The legendary director and longtime critic of American military power, Oliver Stone, joins Joy on Thursday night to talk about David Petraeus, marijuana legalization and his new book, “The Untold History of the US,” co-written with Peter Kuznick.
“I think you have a great American narrative here,” Stone said about the continuing Petraeus scandal. “It’s a Shakespearean tragedy.”
It may be a tragedy, but Stone thinks that Americans just take for granted that someone of Petraeus’ military stature deserves to be called an American hero.
“The truth is, he’s not a hero,” the director tells Joy.
Breaking down the archetypes of history is just one of the things Stone does in his new book. For more from Stone watch “Joy Behar: Say Anything!” Thursday at 6E/3P.
And as an added bonus, we have a sneak peek of Stone’s book right here.
Roots of Empire: “War Is a Racket”
We write this book as the curtain slowly draws down on the American Empire. It was 1941 when magazine magnate Henry Luce declared the twentieth century the “American Century.” Little could he have imagined how true that would be, writing before the defeat of Germany and Japan, the advent of the atomic bomb, the boom in U.S. postwar production, the rise and institutionalization of the military-industrial complex, the development of the Internet, the transmogrification of the United States into a national security state, and the country’s “victory” in the Cold War.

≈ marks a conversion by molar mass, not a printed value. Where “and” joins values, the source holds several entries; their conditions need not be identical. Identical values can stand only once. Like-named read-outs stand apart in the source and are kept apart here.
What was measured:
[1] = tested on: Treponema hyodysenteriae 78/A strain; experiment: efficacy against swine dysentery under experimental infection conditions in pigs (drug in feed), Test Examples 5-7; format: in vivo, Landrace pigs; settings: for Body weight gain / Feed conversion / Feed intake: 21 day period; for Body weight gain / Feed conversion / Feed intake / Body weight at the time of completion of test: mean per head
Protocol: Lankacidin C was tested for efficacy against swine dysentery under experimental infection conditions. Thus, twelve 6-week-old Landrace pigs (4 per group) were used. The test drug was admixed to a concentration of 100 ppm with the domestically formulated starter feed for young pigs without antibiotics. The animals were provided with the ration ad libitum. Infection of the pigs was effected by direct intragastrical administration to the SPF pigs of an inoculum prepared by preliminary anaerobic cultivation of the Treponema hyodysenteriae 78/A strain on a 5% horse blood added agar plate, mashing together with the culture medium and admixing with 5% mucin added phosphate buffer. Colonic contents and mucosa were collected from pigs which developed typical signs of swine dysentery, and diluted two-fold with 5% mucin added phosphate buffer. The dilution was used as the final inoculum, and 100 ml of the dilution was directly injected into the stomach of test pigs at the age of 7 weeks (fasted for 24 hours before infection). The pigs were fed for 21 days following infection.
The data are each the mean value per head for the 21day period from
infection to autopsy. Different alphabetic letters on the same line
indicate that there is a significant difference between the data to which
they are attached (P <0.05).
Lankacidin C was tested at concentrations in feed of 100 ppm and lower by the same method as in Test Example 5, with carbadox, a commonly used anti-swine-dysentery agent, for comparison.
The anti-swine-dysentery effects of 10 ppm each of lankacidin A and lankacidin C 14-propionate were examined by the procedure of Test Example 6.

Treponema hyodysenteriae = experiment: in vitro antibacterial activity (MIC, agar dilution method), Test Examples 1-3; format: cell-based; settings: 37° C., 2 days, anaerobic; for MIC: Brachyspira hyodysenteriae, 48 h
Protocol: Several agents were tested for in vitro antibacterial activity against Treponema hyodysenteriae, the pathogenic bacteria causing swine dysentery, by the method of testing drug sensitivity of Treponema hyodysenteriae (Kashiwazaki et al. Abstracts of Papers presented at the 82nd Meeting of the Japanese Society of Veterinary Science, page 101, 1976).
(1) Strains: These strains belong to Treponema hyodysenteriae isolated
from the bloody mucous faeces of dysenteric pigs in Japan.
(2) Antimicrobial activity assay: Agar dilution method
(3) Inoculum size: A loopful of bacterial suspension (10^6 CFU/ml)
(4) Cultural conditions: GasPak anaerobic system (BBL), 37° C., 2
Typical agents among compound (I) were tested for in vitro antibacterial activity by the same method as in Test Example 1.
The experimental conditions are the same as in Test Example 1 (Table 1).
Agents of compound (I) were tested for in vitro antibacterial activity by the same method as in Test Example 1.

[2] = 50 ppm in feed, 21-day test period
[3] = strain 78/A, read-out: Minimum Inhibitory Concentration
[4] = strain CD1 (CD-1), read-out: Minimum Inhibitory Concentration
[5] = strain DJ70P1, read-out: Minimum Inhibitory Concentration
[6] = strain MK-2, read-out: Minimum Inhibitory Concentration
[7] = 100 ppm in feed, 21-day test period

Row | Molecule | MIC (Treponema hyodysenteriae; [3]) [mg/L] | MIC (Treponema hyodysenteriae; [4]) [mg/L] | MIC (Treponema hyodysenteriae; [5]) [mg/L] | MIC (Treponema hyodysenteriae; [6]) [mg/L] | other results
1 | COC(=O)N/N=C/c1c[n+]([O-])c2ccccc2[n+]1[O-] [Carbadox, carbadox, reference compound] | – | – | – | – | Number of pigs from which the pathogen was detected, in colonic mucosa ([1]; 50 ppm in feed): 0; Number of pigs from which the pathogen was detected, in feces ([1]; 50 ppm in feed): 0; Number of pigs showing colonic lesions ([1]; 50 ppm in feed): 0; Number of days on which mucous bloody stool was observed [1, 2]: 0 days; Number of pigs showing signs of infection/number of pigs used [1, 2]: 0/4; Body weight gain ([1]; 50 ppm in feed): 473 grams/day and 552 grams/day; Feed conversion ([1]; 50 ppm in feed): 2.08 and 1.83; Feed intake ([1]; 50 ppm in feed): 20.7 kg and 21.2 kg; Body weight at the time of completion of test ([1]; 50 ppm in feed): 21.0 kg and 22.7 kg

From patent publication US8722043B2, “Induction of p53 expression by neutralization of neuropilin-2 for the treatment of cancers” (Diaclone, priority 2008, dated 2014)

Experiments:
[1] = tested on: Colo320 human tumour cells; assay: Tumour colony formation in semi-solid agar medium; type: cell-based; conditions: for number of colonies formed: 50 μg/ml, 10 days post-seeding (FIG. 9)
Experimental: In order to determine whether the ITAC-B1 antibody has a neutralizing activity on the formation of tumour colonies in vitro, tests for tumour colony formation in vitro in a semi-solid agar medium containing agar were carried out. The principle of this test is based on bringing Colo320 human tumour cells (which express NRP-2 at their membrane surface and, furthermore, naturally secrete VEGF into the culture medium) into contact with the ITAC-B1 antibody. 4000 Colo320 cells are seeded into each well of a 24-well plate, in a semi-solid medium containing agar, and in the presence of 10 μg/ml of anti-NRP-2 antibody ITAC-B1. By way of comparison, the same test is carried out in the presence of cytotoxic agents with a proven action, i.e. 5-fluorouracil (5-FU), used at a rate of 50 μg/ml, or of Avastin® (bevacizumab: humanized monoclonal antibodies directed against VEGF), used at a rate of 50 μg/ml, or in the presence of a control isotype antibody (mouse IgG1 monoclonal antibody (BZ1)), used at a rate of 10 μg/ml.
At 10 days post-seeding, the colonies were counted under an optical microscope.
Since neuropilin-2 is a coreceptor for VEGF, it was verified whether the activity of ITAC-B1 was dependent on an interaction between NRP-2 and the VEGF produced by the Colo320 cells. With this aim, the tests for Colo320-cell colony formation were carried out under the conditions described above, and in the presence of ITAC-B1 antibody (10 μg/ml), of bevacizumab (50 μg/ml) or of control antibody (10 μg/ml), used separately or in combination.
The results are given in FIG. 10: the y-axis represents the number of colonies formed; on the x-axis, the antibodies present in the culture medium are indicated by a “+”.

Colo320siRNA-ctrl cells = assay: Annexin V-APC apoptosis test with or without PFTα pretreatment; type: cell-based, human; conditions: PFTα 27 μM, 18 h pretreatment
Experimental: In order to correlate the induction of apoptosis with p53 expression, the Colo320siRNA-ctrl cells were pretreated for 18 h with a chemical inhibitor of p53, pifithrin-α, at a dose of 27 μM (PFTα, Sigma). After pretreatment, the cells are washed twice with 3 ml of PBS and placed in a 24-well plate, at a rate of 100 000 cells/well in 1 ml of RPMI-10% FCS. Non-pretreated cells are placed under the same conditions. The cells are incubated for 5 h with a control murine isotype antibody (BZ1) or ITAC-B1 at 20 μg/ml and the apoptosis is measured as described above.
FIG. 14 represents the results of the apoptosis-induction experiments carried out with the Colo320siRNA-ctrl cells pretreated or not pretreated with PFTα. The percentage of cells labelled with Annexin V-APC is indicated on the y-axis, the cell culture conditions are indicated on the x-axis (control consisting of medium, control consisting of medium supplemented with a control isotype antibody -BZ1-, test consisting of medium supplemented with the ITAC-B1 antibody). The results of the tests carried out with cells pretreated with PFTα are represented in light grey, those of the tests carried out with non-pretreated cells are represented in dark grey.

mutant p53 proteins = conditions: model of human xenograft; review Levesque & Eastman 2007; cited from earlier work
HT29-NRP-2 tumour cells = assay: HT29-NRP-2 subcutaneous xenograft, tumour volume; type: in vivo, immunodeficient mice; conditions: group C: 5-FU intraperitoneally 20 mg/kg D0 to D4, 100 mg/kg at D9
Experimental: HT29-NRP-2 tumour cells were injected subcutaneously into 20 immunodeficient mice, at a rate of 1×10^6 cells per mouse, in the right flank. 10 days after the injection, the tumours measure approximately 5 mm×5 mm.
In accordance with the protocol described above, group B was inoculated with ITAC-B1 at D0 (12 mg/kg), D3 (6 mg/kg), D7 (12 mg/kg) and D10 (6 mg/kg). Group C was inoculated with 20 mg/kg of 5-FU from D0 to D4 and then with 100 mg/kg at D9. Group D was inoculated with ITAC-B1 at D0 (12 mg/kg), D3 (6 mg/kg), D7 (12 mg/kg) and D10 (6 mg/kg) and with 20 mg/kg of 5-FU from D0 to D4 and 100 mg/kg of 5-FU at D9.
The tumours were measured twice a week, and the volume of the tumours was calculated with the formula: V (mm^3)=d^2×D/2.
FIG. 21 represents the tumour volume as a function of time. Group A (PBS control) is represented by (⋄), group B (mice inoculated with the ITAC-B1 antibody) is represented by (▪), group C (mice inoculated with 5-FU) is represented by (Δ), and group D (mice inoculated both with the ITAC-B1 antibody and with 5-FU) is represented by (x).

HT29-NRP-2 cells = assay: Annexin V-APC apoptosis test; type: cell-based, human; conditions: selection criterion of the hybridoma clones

Luce’s vision of untrammeled U.S. hegemony has always been a contested one. Vice President Henry Wallace urged the United States to instead usher in what he called “the Century of the Common Man.” Wallace, whom realists dismissed as a “dreamer” and a “visionary,” laid out a blueprint for a world of science-and technology-based abundance, a world banning colonialism and economic exploitation, a world of peace and shared prosperity. Unfortunately, the postwar world has conformed much more closely to Luce’s imperial vision than Wallace’s progressive one. More recently, in 1997, a new generation of proponents of U.S. global supremacy, who would go on to constitute the neoconservative “brain trust” of the disastrous George W. Bush presidency, called for the establishment of a“new American Century.” It was a perspective that gained many adherents in the earlier years of the twenty-first century, before the calamitous consequences of the United States’ latest wars became widely recognized.